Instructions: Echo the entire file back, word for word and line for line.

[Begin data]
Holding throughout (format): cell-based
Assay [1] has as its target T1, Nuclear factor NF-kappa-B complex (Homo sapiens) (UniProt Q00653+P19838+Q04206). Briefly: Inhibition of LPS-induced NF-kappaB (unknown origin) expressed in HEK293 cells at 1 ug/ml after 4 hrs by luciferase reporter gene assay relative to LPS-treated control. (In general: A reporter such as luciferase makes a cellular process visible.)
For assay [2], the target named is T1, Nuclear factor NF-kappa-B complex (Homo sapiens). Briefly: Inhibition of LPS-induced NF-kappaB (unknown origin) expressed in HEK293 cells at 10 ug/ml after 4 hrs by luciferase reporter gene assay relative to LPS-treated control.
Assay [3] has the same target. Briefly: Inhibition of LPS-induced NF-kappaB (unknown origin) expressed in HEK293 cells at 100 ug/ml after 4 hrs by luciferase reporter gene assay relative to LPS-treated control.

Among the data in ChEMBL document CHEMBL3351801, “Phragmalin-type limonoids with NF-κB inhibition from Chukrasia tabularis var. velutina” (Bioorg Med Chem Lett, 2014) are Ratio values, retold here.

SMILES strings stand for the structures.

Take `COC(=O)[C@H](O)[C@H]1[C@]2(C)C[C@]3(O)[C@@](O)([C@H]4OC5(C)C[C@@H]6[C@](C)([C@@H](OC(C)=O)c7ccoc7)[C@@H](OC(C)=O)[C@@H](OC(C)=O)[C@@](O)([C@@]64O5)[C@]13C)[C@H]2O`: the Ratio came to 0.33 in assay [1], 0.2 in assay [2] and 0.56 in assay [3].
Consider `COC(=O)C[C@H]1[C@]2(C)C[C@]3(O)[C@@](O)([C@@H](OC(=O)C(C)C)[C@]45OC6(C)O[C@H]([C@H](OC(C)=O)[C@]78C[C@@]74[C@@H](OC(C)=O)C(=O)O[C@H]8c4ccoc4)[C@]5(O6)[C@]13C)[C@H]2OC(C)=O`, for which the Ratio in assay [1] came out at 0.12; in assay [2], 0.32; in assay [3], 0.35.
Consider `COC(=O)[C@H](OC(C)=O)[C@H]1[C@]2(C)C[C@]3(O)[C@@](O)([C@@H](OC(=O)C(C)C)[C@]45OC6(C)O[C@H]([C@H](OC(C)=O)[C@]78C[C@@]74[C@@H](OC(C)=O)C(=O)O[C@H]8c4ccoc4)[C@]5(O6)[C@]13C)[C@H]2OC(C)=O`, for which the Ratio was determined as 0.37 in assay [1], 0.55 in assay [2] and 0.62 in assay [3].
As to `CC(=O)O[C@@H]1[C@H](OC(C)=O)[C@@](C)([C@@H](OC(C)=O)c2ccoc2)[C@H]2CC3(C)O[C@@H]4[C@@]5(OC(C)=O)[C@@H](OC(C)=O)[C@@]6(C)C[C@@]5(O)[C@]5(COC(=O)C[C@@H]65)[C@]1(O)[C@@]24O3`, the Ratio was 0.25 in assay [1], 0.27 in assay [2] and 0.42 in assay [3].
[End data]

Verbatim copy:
Holding throughout (format): cell-based
Assay [1] has as its target T1, Nuclear factor NF-kappa-B complex (Homo sapiens) (UniProt Q00653+P19838+Q04206). Briefly: Inhibition of LPS-induced NF-kappaB (unknown origin) expressed in HEK293 cells at 1 ug/ml after 4 hrs by luciferase reporter gene assay relative to LPS-treated control. (In general: A reporter such as luciferase makes a cellular process visible.)
For assay [2], the target named is T1, Nuclear factor NF-kappa-B complex (Homo sapiens). Briefly: Inhibition of LPS-induced NF-kappaB (unknown origin) expressed in HEK293 cells at 10 ug/ml after 4 hrs by luciferase reporter gene assay relative to LPS-treated control.
Assay [3] has the same target. Briefly: Inhibition of LPS-induced NF-kappaB (unknown origin) expressed in HEK293 cells at 100 ug/ml after 4 hrs by luciferase reporter gene assay relative to LPS-treated control.

Among the data in ChEMBL document CHEMBL3351801, “Phragmalin-type limonoids with NF-κB inhibition from Chukrasia tabularis var. velutina” (Bioorg Med Chem Lett, 2014) are Ratio values, retold here.

SMILES strings stand for the structures.

Take `COC(=O)[C@H](O)[C@H]1[C@]2(C)C[C@]3(O)[C@@](O)([C@H]4OC5(C)C[C@@H]6[C@](C)([C@@H](OC(C)=O)c7ccoc7)[C@@H](OC(C)=O)[C@@H](OC(C)=O)[C@@](O)([C@@]64O5)[C@]13C)[C@H]2O`: the Ratio came to 0.33 in assay [1], 0.2 in assay [2] and 0.56 in assay [3].
Consider `COC(=O)C[C@H]1[C@]2(C)C[C@]3(O)[C@@](O)([C@@H](OC(=O)C(C)C)[C@]45OC6(C)O[C@H]([C@H](OC(C)=O)[C@]78C[C@@]74[C@@H](OC(C)=O)C(=O)O[C@H]8c4ccoc4)[C@]5(O6)[C@]13C)[C@H]2OC(C)=O`, for which the Ratio in assay [1] came out at 0.12; in assay [2], 0.32; in assay [3], 0.35.
Consider `COC(=O)[C@H](OC(C)=O)[C@H]1[C@]2(C)C[C@]3(O)[C@@](O)([C@@H](OC(=O)C(C)C)[C@]45OC6(C)O[C@H]([C@H](OC(C)=O)[C@]78C[C@@]74[C@@H](OC(C)=O)C(=O)O[C@H]8c4ccoc4)[C@]5(O6)[C@]13C)[C@H]2OC(C)=O`, for which the Ratio was determined as 0.37 in assay [1], 0.55 in assay [2] and 0.62 in assay [3].
As to `CC(=O)O[C@@H]1[C@H](OC(C)=O)[C@@](C)([C@@H](OC(C)=O)c2ccoc2)[C@H]2CC3(C)O[C@@H]4[C@@]5(OC(C)=O)[C@@H](OC(C)=O)[C@@]6(C)C[C@@]5(O)[C@]5(COC(=O)C[C@@H]65)[C@]1(O)[C@@]24O3`, the Ratio was 0.25 in assay [1], 0.27 in assay [2] and 0.42 in assay [3].